When it comes to reimbursements for generic prescription drugs, it may often seem like there's little rhyme or reason to what is paid. This is unfortunately the case for many independent pharmacies dealing with Pharmacy Benefit Managers (PBMs). PBMs, the third party entities that oversee the administrative side of Medicare's Part D plans, often reimburse independent pharmacies well below their cost in acquiring and dispensing generic prescription drugs. Considering generic prescription drugs account for 80% of drugs dispensed, underpayments can be a considerable blow to a pharmacy's bottom line. In an effort to hold PBMs accountable, Ohio Governor John Kasich recently signed into law a bill with amendments regulating how and when PBMs assign drug pricing.

The bill will require PBMs to do several things including:

  • Update their MAC price lists at least every 7 days
  • Give pharmacies basic MAC price appeal rights
  • Require PBMs to supply pharmacies with a current list of sources they used to calculate their MAC prices
  • Have drugs on the MAC price list commercially available for purchase
  • Disclose any discrepancy in MAC reimbursements to pharmacies (instead of just showing what is charged to plan sponsors)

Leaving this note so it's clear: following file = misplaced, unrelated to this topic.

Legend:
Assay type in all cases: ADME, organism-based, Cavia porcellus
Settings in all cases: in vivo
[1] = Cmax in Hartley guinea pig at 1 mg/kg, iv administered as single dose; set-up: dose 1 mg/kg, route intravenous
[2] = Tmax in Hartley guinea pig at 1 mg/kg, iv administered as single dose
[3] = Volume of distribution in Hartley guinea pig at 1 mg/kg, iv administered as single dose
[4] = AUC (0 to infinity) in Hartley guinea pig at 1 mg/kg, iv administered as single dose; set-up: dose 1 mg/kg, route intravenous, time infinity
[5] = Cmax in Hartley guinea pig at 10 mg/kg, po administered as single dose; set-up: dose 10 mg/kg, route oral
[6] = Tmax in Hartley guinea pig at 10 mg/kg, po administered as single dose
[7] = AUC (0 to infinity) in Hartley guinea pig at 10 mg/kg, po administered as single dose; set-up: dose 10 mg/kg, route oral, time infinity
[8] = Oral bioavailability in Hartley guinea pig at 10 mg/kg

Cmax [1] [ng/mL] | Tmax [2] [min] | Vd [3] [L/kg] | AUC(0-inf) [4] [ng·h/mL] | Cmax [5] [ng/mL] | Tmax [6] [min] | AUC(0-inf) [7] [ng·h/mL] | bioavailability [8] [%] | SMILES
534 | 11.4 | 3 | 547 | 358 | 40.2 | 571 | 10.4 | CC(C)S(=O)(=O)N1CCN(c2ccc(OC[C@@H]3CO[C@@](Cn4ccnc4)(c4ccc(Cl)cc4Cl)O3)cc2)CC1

• Become licensed as third party administrators (TPAs) by the Ohio Dept. of Insurance

According to a study released by the Ohio Pharmacists Association (OPA) the bill should prevent many underpayments and especially help LTC pharmacies where MAC pricing is their most significant source of payment for prescription medications.

This legislation is a great accomplishment for independent pharmacies in Ohio, and it's not stopping there. California governor Jerry Brown also recently signed a bill that requires PBMs to update their MAC lists weekly and disclose the sources they used to create the lists. This is a great step forward towards making sure pharmacies receive fair reimbursements when caring for their patients.

On a national level, congressional representatives from Georgia and Iowa have introduced the MAC Transparency Act. You can urge your state representative to support the MAC Transparency Act by clicking here.